'Don’t believe there are any glass ceilings, in my experience there genuinely aren’t'

Former radiographer now CEO Teresa Cope shares her career experience for International Women's Day

Published: 08 March 2021 People

Teresa Cope is chief executive for Manx Care, a new organisation for the Isle of Man that will be responsible for the delivery of health and care services from April 2021. She began her career as a qualified diagnostic radiographer in 1993. Since then she has held various positions in healthcare, management and senior management across different health sectors including mental health. 

For International Women’s Day, SoR spoke to Teresa to get an idea of what it’s like in her shoes. We asked a number of questions that we hope inspires other radiographers who are interested in health roles outside of the department, and to showcase how as Teresa says don’t believe there are any glass ceilings – there aren’t.

1)   What are the most important skills you've used as a CEO?

Listening! It’s really important that as a CEO you take the time to listen to your staff, patients, service users and other partner stakeholders. It’s important as a CEO that you always remain connected to staff, are accessible to them and have visibility across all services.  It’s a significant time commitment to do this well but it is one of the most important aspects of any senior leadership role. A CEO who I worked for, and I greatly admired, ‘walked the floor every day’ and staff really valued his visibility and interest. He was authentic and genuinely cared about staff wellbeing and I saw the positive impact that had on staff morale.  As CEO for Manx Care, I am committed to ensuring we are constantly in listening mode and acting on what we hear.

2)   What is the biggest myth about being a CEO?

I am not sure it’s a myth but I genuinely think that anyone from any professional background can be a CEO, and I would particularly like to see more individuals from Allied Health Professional backgrounds become CEOs.

3)   Has your background in radiography helped you and if so how?

Yes, I think so. I am hugely proud of my professional background and what I achieved as a radiographer. I was a qualified reporting radiographer and taught on a number of undergraduate and postgraduates programmes. I have found it a real advantage to be able to ‘talk clinical’ as a manager with clinical colleagues – it tends to break down some of the managerial to clinician barriers that can sometimes exist.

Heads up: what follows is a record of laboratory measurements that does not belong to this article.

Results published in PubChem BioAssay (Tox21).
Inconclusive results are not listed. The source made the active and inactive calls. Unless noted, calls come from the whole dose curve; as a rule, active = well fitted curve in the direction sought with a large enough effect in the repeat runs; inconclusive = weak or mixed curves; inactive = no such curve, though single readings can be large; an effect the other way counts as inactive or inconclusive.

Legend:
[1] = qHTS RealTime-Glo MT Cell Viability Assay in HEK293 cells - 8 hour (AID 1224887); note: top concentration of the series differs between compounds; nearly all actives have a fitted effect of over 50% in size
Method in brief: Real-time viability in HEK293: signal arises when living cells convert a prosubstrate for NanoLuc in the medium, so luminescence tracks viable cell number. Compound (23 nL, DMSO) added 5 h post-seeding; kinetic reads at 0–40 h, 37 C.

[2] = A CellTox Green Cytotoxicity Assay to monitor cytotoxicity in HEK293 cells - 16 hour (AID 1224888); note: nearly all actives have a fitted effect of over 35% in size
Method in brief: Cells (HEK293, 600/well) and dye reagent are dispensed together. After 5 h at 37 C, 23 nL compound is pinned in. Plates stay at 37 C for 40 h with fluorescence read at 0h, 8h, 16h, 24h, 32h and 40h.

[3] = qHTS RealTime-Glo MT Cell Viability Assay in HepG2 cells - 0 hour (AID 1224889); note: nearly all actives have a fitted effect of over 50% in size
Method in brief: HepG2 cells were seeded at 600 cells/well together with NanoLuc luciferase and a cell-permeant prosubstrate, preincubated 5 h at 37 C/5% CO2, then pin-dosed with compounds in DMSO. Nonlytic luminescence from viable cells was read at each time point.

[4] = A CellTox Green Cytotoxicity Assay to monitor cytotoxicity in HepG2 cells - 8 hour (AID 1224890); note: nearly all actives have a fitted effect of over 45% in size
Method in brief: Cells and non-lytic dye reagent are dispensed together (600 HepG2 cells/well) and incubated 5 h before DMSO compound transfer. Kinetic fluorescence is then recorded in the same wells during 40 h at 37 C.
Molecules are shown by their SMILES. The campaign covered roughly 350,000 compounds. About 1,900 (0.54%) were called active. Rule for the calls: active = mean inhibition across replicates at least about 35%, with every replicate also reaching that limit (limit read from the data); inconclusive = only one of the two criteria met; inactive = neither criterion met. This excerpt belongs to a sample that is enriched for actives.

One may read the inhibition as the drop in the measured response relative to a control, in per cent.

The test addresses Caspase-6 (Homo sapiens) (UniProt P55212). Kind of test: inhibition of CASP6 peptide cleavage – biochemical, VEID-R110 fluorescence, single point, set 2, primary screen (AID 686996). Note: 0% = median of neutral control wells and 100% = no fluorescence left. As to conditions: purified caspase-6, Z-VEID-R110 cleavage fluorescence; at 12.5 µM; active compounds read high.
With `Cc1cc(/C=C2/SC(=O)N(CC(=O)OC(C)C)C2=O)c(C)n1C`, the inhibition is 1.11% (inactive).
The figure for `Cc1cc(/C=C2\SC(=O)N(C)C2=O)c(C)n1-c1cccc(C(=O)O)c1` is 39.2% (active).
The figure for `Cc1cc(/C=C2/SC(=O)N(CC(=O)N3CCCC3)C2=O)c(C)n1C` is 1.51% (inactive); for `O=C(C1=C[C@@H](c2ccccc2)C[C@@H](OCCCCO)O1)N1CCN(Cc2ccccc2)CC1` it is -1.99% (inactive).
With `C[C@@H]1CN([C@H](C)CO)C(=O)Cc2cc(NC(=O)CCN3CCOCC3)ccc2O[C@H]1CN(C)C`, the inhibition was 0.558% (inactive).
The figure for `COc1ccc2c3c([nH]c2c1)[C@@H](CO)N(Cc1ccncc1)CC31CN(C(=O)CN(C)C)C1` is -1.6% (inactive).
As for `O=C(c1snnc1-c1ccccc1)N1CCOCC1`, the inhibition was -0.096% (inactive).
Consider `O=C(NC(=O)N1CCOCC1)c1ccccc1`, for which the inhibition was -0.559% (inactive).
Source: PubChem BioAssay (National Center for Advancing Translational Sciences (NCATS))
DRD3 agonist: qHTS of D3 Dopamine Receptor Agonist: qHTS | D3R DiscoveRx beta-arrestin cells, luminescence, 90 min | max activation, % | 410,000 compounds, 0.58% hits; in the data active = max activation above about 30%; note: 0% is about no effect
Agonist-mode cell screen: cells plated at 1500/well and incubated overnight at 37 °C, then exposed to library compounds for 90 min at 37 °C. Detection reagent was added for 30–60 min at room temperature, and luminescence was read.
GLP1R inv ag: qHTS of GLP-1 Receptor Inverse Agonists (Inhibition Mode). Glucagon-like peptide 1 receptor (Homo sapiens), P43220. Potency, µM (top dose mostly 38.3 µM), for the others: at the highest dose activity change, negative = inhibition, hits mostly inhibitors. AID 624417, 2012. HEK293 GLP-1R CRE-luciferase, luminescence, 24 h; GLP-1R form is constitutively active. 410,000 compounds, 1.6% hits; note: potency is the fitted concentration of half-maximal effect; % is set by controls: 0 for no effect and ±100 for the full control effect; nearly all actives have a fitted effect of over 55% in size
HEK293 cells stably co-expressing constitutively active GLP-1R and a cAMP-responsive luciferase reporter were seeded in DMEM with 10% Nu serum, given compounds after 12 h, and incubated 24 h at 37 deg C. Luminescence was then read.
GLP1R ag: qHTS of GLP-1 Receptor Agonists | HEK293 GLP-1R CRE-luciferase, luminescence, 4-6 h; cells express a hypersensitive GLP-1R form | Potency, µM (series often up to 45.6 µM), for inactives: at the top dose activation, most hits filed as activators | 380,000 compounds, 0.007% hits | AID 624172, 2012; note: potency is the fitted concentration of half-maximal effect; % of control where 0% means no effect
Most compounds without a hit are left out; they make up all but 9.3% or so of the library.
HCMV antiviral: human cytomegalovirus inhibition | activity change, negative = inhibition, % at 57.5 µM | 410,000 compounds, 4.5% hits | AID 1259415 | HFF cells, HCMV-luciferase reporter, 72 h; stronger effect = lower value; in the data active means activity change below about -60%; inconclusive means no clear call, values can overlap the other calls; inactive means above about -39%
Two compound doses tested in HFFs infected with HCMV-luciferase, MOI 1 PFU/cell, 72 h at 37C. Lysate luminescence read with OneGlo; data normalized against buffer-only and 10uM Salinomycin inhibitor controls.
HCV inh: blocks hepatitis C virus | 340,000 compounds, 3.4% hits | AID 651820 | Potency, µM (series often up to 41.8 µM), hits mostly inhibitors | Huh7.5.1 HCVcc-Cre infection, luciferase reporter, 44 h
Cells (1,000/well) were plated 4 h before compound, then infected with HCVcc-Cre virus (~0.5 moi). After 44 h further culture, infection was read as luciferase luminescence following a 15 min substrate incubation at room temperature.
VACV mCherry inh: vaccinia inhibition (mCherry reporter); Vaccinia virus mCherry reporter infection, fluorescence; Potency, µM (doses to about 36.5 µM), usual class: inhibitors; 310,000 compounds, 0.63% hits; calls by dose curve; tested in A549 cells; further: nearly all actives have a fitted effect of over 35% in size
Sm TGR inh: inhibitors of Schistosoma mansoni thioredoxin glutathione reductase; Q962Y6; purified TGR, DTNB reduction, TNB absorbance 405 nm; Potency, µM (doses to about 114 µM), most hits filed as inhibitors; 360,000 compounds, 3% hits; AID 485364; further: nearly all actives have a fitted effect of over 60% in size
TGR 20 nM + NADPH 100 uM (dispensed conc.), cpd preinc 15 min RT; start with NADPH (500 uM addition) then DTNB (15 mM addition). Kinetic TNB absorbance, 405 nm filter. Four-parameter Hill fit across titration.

4)   What is your biggest challenge as CEO?

The step up from Executive Director to CEO is a big step –– I am 4 months in so no expert, but one of the biggest challenges so far has been ensuring I don’t get too immersed in the operational detail. As a former Executive Chief Operating Officer, that has been quite hard for me. You have to be disciplined and ensure you delegate appropriately and hold people to account for delivery. You have to ensure you maintain the ability to horizon scan and set clear direction across your Executive Team.

5)   What would you advise other radiographers who are interested in a senior position?

Don’t be afraid to take a side-ways move to gain experience outside of Imaging and Radiography and don’t fear taking what you think may be a career risk.  The chances are it will work out really well. Equally don’t believe there are any glass ceilings, in my experience there genuinely aren’t.

6)   If you could go back to your early days as a clinical radiographer, what would your advice be? 

Enjoy and value the sense of team that often exists when you are working clinically – that does erode as you climb the ladder and senior management can be lonely at times.

7)   Who has most inspired you in your life and career?

I have had the benefit of working with some truly inspirational leaders throughout my career who I have learned a huge amount from. Those that have inspired me the most have been those who have great authenticity and integrity, who will make a clear stand in the best interests of patient care and patient safety, often putting their head above the parapet when necessary. Being a CEO is a highly privileged position where you can have great influence. Its important you use that positively and wisely. Many of those leaders that have inspired me have used their influence to challenge and shift thinking which has led to positive and lasting change for patients and service users.  

8)   Does it matter to you that you're a woman in a senior position and why?

It shouldn’t – I should be judged on my ability to the job but I hope it continues to demonstrate that women can be a CEO, a wife and a mother and be successful. It demonstrates we are great multi-taskers if nothing else.

9)   What do you like to do outside of work, and is it important to you?

Outside of work it is all about family life, having quality time together and getting out in the fresh air either cycling or walking. I love having a goal and have cycled the Coast to Coast three times, but I am not sure there will be 4th time. My work is incredibly important to me but ensuring I take time to care for myself is equally important.